Bad App Alert? You could take this to mean that I’m alerting you of a problem with an app or that I’m showing you how to be notified when an app is behaving badly. It’s a little of both.
After Wednesday’s new iPhone announcement I should have thought of posting this before today. If you want an iPhone delivered to your door as soon as possible the pre-order process can be an adventure since millions of other people are trying to do the exact same thing at the exact same time. Besides online stores being down, slow, or showing incorrect information (think DDoS), there is one other factor that can drastically affect when you actually get your phone.
Public betas are terrific and makes everyone happy. The public is happy to be able to play with the next version way ahead of everyone else. The system owners are happy to get valuable feedback of beta systems hoisted upon masses without being liable for their quirks, issues, and just plain not-quite-there-yet (see Apple Maps launch with iOS 6). However, after participiating in the iOS 9 Public Beta it feels like a joke to be asked to participate again.
Macintosh Security posted PAC Attacks When Using HTTPS! VPN To The Rescue with more good reasons to use VPN to secure your sensitive internet work. Since everyone already does that or uses only secure networks (right?) I was intrigued by the DNSCrypt information at the bottom to secure my internet address lookups.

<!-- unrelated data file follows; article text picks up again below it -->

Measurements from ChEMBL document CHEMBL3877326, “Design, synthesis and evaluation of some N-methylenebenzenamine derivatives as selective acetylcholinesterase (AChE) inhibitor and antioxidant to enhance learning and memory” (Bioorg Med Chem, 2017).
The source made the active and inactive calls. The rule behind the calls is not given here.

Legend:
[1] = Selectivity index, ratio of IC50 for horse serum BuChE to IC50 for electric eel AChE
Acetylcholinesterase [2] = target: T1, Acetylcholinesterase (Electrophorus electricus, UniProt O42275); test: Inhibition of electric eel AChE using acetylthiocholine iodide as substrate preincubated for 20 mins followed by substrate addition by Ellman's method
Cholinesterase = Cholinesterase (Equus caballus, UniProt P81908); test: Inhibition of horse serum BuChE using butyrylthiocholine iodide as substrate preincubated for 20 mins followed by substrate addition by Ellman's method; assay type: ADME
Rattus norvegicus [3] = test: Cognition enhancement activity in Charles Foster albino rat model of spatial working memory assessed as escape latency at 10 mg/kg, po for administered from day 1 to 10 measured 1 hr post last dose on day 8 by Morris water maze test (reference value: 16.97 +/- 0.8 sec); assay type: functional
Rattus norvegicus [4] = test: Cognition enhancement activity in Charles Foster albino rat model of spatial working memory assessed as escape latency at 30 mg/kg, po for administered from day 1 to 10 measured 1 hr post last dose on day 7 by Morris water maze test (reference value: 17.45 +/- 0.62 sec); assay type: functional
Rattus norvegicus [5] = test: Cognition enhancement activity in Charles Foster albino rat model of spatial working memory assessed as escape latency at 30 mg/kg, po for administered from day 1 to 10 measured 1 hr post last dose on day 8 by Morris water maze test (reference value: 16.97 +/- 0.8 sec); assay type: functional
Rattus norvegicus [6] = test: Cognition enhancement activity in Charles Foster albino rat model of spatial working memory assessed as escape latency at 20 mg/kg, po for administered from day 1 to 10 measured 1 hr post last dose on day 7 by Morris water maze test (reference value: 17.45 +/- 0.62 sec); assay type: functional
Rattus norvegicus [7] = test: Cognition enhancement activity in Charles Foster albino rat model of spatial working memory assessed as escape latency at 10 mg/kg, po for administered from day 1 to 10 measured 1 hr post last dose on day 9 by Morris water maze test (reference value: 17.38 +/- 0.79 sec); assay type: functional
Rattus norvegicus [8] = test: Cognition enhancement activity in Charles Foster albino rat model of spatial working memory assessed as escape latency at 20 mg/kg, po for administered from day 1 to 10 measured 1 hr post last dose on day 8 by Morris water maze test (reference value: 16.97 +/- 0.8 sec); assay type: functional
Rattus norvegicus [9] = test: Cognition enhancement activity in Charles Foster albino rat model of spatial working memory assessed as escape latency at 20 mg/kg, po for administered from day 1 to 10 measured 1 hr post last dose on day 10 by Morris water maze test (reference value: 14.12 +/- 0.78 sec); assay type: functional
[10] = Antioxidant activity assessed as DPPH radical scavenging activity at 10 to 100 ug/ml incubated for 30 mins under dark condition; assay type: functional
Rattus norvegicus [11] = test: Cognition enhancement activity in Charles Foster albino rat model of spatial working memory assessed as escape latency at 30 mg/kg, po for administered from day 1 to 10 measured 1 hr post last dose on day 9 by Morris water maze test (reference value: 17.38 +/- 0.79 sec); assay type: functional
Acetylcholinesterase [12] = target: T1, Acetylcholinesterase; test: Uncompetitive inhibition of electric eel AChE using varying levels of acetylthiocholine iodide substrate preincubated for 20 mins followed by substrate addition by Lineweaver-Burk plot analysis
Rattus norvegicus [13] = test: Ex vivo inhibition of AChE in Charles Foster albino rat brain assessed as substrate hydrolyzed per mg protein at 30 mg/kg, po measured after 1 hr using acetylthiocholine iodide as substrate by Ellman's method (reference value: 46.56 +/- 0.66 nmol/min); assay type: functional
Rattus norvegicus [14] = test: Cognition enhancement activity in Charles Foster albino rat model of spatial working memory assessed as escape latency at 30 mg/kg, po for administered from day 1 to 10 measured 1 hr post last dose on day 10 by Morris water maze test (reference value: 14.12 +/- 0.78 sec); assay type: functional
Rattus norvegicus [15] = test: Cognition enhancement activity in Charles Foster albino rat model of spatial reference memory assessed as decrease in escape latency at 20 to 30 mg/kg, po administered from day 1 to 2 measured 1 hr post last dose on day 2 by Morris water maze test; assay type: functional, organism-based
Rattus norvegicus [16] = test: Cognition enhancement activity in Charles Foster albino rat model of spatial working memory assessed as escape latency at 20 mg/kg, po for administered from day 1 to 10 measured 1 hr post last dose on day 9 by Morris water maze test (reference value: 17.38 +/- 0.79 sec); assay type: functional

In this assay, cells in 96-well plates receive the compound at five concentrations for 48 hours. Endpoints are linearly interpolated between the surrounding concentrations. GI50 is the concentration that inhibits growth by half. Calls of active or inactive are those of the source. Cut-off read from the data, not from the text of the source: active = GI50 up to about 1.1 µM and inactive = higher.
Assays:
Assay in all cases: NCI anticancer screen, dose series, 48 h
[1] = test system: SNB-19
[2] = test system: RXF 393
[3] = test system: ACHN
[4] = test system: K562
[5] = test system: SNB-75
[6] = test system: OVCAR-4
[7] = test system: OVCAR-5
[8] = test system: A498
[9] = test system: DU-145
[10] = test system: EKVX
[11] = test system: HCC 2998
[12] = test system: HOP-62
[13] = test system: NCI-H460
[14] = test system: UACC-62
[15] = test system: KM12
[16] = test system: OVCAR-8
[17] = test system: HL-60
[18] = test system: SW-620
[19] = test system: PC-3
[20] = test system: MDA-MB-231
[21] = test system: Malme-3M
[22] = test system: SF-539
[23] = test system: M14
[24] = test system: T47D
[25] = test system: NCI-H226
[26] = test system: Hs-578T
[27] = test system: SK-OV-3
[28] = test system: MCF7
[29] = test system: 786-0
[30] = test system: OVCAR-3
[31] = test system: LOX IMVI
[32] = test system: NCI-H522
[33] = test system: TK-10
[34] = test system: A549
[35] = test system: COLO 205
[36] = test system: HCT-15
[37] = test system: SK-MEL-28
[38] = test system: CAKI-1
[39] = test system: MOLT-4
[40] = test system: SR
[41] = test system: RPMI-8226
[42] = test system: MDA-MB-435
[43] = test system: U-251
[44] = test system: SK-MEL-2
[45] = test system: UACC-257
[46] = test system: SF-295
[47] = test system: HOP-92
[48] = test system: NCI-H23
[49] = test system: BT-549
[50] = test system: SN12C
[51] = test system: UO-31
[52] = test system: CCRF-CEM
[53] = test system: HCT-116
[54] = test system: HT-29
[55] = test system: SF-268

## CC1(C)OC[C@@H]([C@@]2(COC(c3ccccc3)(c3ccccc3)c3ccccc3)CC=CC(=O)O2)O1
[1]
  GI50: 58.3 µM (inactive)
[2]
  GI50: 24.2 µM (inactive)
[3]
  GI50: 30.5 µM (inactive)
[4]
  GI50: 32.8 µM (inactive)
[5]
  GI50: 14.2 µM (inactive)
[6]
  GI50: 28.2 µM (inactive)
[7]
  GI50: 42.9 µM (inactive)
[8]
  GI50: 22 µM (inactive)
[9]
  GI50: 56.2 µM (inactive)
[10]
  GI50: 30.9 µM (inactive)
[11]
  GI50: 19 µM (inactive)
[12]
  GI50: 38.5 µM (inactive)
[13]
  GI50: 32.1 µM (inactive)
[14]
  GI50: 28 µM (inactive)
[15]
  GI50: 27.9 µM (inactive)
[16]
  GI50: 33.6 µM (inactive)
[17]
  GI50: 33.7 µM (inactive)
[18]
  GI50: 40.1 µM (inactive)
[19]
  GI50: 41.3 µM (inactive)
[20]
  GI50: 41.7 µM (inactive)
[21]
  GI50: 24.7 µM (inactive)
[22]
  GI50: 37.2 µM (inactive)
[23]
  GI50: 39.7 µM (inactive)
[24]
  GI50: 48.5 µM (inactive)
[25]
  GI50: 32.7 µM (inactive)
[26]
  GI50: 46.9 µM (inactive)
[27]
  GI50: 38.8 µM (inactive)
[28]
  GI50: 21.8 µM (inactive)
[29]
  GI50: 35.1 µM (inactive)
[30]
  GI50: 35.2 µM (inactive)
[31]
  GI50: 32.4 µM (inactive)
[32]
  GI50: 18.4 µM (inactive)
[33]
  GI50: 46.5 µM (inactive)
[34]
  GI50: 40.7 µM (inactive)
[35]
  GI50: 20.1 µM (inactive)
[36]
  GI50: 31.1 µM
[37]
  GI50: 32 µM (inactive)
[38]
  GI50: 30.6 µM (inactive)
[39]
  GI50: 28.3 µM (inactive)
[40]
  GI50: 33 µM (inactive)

Over the years I feel like I’ve learned a thing or two about building new systems. “New systems” is a generic term you can apply to just about anything you do. This could apply to adding a new feature to a car, or coming up with a new idea for an app, or anything in your field of interest or expertise. While the shiny and whiz-bang features get all the attention, none of it matters one bit if the development of this new thing doesn’t start with the following three S’s.
In the age of movie reboots, this is another reboot of my blog.
My personal site was started back in the mid-90s as static html converted to SSI over time and you can still find a glimpse of it here. Then it was converted to Textpattern and languished again which you can see here. Then it was redone in Blogger and after a few posts sat again.
If you are a Smarty expert then this will be very dumb. I knew about the cool Smarty tag, strip, but hadn’t found a really good use for it. When you are using Smarty you are changing the how the HTML is created when the page is loaded. In some cases, how the code is formatted affects how the browser displays it, especially for IE. One of the most common areas I’ve seen this is when formatting using an indented structure and having an image at the end of a block. By having the closing block tag (/div, /td, etc.) on a new line an extra bit of space is added behind or below the image. This extra space is usually noticeable and causes page rendering differences among browsers. Here is an example of this piece of code:
<img src="myimage.gif" alt="" /> </div>